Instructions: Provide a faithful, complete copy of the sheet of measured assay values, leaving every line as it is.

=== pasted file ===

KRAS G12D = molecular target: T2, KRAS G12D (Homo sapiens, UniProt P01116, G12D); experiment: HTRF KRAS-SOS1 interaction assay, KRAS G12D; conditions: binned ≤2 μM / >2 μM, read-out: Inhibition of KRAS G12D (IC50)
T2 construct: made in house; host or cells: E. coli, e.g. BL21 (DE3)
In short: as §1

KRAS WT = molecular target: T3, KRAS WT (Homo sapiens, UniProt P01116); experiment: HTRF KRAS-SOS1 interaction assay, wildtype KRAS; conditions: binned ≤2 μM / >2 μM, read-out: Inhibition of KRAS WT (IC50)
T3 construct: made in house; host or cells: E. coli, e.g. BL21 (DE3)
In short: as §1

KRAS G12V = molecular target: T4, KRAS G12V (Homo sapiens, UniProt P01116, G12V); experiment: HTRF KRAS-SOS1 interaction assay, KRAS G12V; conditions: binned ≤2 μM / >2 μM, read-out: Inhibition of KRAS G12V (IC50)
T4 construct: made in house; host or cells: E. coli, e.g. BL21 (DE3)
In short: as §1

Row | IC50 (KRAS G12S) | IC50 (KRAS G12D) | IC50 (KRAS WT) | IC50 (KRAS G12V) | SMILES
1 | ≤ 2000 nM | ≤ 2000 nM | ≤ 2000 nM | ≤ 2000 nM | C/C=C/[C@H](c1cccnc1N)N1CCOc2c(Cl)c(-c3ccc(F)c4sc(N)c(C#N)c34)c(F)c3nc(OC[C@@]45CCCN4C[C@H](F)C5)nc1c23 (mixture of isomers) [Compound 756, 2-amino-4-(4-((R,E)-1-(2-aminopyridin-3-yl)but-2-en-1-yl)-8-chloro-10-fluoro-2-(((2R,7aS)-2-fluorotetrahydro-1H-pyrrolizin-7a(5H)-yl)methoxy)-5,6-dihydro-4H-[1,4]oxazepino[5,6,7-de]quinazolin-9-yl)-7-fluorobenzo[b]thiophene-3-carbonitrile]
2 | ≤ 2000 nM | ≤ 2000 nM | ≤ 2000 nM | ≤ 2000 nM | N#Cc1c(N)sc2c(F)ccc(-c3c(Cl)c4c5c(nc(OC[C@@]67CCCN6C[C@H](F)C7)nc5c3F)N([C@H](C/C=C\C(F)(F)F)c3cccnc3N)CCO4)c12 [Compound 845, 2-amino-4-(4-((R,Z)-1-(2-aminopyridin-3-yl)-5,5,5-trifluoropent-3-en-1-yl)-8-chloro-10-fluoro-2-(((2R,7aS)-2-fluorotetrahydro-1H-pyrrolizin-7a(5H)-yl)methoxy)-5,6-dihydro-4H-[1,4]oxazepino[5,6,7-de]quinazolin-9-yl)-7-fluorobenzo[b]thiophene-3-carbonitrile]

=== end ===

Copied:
KRAS G12D = molecular target: T2, KRAS G12D (Homo sapiens, UniProt P01116, G12D); experiment: HTRF KRAS-SOS1 interaction assay, KRAS G12D; conditions: binned ≤2 μM / >2 μM, read-out: Inhibition of KRAS G12D (IC50)
T2 construct: made in house; host or cells: E. coli, e.g. BL21 (DE3)
In short: as §1

KRAS WT = molecular target: T3, KRAS WT (Homo sapiens, UniProt P01116); experiment: HTRF KRAS-SOS1 interaction assay, wildtype KRAS; conditions: binned ≤2 μM / >2 μM, read-out: Inhibition of KRAS WT (IC50)
T3 construct: made in house; host or cells: E. coli, e.g. BL21 (DE3)
In short: as §1

KRAS G12V = molecular target: T4, KRAS G12V (Homo sapiens, UniProt P01116, G12V); experiment: HTRF KRAS-SOS1 interaction assay, KRAS G12V; conditions: binned ≤2 μM / >2 μM, read-out: Inhibition of KRAS G12V (IC50)
T4 construct: made in house; host or cells: E. coli, e.g. BL21 (DE3)
In short: as §1

Row | IC50 (KRAS G12S) | IC50 (KRAS G12D) | IC50 (KRAS WT) | IC50 (KRAS G12V) | SMILES
1 | ≤ 2000 nM | ≤ 2000 nM | ≤ 2000 nM | ≤ 2000 nM | C/C=C/[C@H](c1cccnc1N)N1CCOc2c(Cl)c(-c3ccc(F)c4sc(N)c(C#N)c34)c(F)c3nc(OC[C@@]45CCCN4C[C@H](F)C5)nc1c23 (mixture of isomers) [Compound 756, 2-amino-4-(4-((R,E)-1-(2-aminopyridin-3-yl)but-2-en-1-yl)-8-chloro-10-fluoro-2-(((2R,7aS)-2-fluorotetrahydro-1H-pyrrolizin-7a(5H)-yl)methoxy)-5,6-dihydro-4H-[1,4]oxazepino[5,6,7-de]quinazolin-9-yl)-7-fluorobenzo[b]thiophene-3-carbonitrile]
2 | ≤ 2000 nM | ≤ 2000 nM | ≤ 2000 nM | ≤ 2000 nM | N#Cc1c(N)sc2c(F)ccc(-c3c(Cl)c4c5c(nc(OC[C@@]67CCCN6C[C@H](F)C7)nc5c3F)N([C@H](C/C=C\C(F)(F)F)c3cccnc3N)CCO4)c12 [Compound 845, 2-amino-4-(4-((R,Z)-1-(2-aminopyridin-3-yl)-5,5,5-trifluoropent-3-en-1-yl)-8-chloro-10-fluoro-2-(((2R,7aS)-2-fluorotetrahydro-1H-pyrrolizin-7a(5H)-yl)methoxy)-5,6-dihydro-4H-[1,4]oxazepino[5,6,7-de]quinazolin-9-yl)-7-fluorobenzo[b]thiophene-3-carbonitrile]